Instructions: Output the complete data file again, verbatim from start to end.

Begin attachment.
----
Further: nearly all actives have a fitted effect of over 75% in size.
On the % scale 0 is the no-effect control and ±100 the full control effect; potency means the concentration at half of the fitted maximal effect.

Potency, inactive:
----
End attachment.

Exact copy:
Further: nearly all actives have a fitted effect of over 75% in size.
On the % scale 0 is the no-effect control and ±100 the full control effect; potency means the concentration at half of the fitted maximal effect.

Potency, inactive: